Rachael, it sounds like your aperture is set to a wide aperture (low f-number), allowing lots of light in, but at the expense of a very narrow 'depth-of-field'. This creates a thin slice of focus where anything before or after is blurry.

Let's assume you're 2 feet away from your subject when taking a photo with your 50mm lens. Most common SLR 50mm lenses have the widest aperture (size of the hole that lets light into) of about 1.8. It's what makes the 'nifty-fifty' a great lens - lots of light is good!

I don't know which camera you're using so let's estimate.

Using this online depth of field calculator you'll see that in the above situation your total depth of field is approximately .3ft or 3.6 inches deep. That creates a very narrow area in your shot that will be in focus. Now if you move the aperture setting on your camera to a larger number (smaller hole) your depth of field will increase.

Let's say you bump it up to f4. At 2ft away from your subject your depth of field is now .7ft or 8.4 inches.

The result however, is that your now letting less light into your camera and will need to adjust your shutter speed or ISO to compensate. I'd start with the shutter speed first - letting the camera expose for longer and see what happens.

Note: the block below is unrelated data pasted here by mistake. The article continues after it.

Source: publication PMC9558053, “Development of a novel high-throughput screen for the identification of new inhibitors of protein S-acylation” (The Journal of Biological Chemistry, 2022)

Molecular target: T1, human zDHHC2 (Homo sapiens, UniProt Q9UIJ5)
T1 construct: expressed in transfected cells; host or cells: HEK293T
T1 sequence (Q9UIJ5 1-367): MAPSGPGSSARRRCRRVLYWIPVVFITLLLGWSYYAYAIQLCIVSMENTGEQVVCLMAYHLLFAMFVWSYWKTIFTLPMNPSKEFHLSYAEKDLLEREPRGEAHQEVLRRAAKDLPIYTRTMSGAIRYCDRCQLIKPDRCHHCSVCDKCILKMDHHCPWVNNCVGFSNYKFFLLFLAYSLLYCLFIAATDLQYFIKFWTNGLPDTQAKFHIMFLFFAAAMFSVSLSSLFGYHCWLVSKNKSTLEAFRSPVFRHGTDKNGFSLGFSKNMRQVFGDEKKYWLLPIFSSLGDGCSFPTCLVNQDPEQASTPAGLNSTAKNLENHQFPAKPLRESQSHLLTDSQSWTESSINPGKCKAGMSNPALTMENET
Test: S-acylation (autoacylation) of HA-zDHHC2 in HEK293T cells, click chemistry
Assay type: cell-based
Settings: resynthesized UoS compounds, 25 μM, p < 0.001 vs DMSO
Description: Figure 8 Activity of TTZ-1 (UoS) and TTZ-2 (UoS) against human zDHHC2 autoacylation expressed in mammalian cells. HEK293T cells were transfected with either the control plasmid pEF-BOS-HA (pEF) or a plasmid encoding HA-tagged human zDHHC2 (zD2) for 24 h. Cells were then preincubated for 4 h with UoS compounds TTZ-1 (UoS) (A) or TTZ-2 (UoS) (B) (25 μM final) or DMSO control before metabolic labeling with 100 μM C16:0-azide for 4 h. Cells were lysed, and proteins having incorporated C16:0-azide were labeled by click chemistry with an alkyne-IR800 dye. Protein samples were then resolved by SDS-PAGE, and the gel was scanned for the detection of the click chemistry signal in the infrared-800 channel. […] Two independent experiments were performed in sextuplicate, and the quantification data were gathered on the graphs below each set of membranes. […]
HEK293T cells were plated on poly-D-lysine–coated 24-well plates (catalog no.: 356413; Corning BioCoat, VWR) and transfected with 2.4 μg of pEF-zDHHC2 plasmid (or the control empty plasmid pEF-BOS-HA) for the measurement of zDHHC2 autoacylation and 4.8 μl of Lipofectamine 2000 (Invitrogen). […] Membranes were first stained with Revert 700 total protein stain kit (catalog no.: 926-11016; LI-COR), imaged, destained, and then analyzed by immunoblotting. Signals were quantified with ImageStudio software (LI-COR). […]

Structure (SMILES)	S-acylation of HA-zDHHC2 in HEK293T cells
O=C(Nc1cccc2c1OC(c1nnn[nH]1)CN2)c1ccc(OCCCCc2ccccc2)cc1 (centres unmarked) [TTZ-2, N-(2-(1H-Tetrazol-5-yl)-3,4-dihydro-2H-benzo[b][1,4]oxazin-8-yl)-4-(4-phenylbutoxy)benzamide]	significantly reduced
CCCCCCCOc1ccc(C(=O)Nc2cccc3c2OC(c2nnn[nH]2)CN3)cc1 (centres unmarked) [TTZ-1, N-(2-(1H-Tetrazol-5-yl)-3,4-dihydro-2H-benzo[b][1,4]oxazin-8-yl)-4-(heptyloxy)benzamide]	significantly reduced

This answer does a good job explaining depth of field terminology.

While a bit technical, this article does a good job explaining the correlation between aperture, focal length and distance to your subject.

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3  
Important to note: "large f-stop" here means a small f number. –  mattdm Oct 31 '12 at 0:38
    
edited as "large f-stop" is a particularly confusing way to say it! I prefer to talk about "wide apertures" and "narrow apertures" as numbers are neither narrow nor wide so there is less confusion. –  Matt Grum Oct 31 '12 at 10:54
    
Good points. Thanks for the edits. –  ckoerner Oct 31 '12 at 15:31
  1. Use a lower fstop
  2. Stack focus. Meaning take multiple images with focus point varying a little each time and then merge them together.
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When you put the camera up to your eye and press halfway on the shutter, the camera will pre-focus and either one or many of the focus points will light up(red) in the viewfinder. This is the camera telling you which focus points it plans on using if you fully press the shutter button. It also tells you which parts of the image will be sharpest and in focus the most.